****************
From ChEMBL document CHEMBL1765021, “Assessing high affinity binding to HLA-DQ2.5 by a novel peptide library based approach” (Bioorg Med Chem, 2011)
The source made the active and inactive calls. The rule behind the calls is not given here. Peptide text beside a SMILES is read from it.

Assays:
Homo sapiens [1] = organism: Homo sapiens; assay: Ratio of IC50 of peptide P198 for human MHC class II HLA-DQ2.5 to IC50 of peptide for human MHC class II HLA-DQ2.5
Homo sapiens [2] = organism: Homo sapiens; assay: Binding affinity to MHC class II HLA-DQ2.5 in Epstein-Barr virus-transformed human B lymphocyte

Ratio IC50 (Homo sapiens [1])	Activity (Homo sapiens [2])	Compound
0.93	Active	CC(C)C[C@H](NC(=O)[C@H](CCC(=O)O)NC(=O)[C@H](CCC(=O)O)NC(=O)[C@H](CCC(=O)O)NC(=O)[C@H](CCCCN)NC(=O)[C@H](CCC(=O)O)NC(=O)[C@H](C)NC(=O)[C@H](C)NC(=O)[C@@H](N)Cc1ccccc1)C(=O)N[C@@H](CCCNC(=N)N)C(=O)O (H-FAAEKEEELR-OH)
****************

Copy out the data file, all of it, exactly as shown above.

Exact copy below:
From ChEMBL document CHEMBL1765021, “Assessing high affinity binding to HLA-DQ2.5 by a novel peptide library based approach” (Bioorg Med Chem, 2011)
The source made the active and inactive calls. The rule behind the calls is not given here. Peptide text beside a SMILES is read from it.

Assays:
Homo sapiens [1] = organism: Homo sapiens; assay: Ratio of IC50 of peptide P198 for human MHC class II HLA-DQ2.5 to IC50 of peptide for human MHC class II HLA-DQ2.5
Homo sapiens [2] = organism: Homo sapiens; assay: Binding affinity to MHC class II HLA-DQ2.5 in Epstein-Barr virus-transformed human B lymphocyte

Ratio IC50 (Homo sapiens [1])	Activity (Homo sapiens [2])	Compound
0.93	Active	CC(C)C[C@H](NC(=O)[C@H](CCC(=O)O)NC(=O)[C@H](CCC(=O)O)NC(=O)[C@H](CCC(=O)O)NC(=O)[C@H](CCCCN)NC(=O)[C@H](CCC(=O)O)NC(=O)[C@H](C)NC(=O)[C@H](C)NC(=O)[C@@H](N)Cc1ccccc1)C(=O)N[C@@H](CCCNC(=N)N)C(=O)O (H-FAAEKEEELR-OH)